Absence Makes the Fun Grow Harder

Something I find profoundly true to my recovery is the need for happiness. Without at least one small thing to look forward to in a day, I cannot maintain life. Perhaps it’s because my mood and my eating disorder are so closely related. Whatever the case may be, because it is so imperative for myself, I believe it to be crucial for others, as well. It’s true, there may be those out there who can still eat appropriately, who will resist self-destruction, in the face of despair, yet, I find it hard to believe it will be as satisfying to sustain a life that’s lacking the desire to live.

I was reminded of this when I had a series of days in a row where I woke up excited to get started with all that lay before me. This past weekend, my friend from LA came to stay with me on campus. Having someone fly across the country to spend time with me made me feel important, deserving, and happy, but it was not only this that made her visit so helpful. It was also the reminder that life can be filled with fun.

10177479_10204564810860859_4191279827091642575_n                  10258139_10204564807420773_4092167493335628205_n                    10345772_10204564833461424_8282645642704995128_n

From the start, there was laughter. Whether it was watching the Parent Trap (Lindsay Lohan version, obviously) or Pretty Little Liars (new obsession on Netflix), showing her campus or Newbury Street, drinking tea at the site of the Boston Tea Party or dining in Little Italy, or simply being with someone who makes you feel known, I was content with where I was and what I was doing. And that felt new in an old way.

10712782_10204564804380697_6041755781891410709_n                       10368232_10100254763369046_1296424819394786437_n              1382148_10204561819466076_7563985942888276294_n

It was a familiar feeling to fill with energy with the events of the day. The excitement in the now and the simultaneously satisfying idea that the future might be even better is something I worked hard to maintain in transitional and even harder to realize was possible in residential, but somewhere along the way, I lost that in the midst of midterms and re-scripting Agamemnon. I didn’t recognize it was lost until I felt it again, and then I was reminded of the significance in reestablishing it.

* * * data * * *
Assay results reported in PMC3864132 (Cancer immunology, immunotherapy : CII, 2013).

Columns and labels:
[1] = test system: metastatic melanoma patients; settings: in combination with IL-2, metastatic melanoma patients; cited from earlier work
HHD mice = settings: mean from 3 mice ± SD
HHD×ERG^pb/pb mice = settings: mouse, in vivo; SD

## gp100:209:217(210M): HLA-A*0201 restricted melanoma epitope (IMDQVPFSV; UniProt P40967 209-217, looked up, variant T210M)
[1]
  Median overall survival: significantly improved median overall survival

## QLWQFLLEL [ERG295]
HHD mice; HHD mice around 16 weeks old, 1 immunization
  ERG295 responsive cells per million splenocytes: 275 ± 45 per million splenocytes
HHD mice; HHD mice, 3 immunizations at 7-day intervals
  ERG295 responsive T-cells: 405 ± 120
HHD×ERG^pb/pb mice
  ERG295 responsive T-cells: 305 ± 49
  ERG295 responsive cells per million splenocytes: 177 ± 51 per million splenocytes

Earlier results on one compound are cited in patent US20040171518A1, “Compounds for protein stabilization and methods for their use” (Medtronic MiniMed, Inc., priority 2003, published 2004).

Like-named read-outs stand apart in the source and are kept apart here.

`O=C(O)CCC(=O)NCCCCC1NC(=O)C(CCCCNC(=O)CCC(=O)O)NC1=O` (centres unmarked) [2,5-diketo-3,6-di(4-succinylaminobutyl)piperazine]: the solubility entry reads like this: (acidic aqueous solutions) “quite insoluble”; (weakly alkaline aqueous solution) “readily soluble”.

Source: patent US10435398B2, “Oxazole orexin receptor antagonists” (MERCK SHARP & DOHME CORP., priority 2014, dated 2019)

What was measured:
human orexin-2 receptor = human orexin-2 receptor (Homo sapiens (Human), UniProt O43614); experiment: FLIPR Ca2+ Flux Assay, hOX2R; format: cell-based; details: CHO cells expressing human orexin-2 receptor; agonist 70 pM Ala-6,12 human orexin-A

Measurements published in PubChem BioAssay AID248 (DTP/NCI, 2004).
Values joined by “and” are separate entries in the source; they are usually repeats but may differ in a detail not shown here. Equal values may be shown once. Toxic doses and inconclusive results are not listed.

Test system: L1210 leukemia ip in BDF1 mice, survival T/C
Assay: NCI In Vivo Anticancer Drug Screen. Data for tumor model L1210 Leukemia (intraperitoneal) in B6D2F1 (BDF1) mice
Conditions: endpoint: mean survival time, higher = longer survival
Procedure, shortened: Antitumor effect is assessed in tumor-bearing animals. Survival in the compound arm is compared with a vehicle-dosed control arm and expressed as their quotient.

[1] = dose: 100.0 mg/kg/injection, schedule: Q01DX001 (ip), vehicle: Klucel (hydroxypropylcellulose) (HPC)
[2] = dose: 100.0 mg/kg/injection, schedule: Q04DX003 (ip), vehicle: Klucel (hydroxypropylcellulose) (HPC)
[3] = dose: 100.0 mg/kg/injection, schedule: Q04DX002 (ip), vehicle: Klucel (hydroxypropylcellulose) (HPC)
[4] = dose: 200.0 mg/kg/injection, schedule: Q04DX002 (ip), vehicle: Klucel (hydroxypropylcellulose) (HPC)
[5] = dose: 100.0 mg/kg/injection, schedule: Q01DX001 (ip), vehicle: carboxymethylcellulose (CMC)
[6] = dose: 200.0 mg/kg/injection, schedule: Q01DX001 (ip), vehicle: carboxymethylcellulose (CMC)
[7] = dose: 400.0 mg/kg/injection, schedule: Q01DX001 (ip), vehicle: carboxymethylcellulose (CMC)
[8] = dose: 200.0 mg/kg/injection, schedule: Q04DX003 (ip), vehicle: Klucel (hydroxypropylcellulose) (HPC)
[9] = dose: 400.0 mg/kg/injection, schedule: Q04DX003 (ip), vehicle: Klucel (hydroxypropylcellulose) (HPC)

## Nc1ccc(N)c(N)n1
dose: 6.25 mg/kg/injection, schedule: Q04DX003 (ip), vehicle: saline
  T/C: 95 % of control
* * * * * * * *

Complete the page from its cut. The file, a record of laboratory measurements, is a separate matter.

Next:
I decided I would make a plan to create a mini “Katie visit” for myself, every day. When I looked at my current schedule, attempting to find places where I could insert activities that would make the less enjoyable parts of my day feel balanced out, I saw the dilemma. Since starting at BC, I’ve kept “me time” sacred. I’ve made sure each night I get to bed on time, and established a routine to reduce stress, giving myself time to watch TV and eat. However, all of the things I have put in place that were meant to give me a break, have started to feel like tasks, in and of themselves. At nine, I watch Netflix, but it has become more of a check point, rather than an enjoyable indulgence. It was my mentality that had shifted when my friend came, instead of the actual events that took place.

At first, I thought, “well that’s easy,” I just need to enjoy what I’m already doing. Yet, in a lot of ways, it’s almost more difficult to change my mind in an experience, than simply add the experience. Still, I now know where the lack is: the impression of my moment, my consciousness of my foundation. Recognizing and accepting is one step closer to change. With this, I am beginning to work on reminding myself of the things I have to look forward to, in order to build my happiness. Waking up and listing the things in my day about which I can get excited might feel artificial at first, but I’ve been here before and I can work back to where I was. The thoughts might be forced, but, hey, energy follows thought. Not every day can be a visit with a friend, but sometimes you need to fake it until you make it.

Cheers!

Alexandra

What are your thoughts? Let me know below!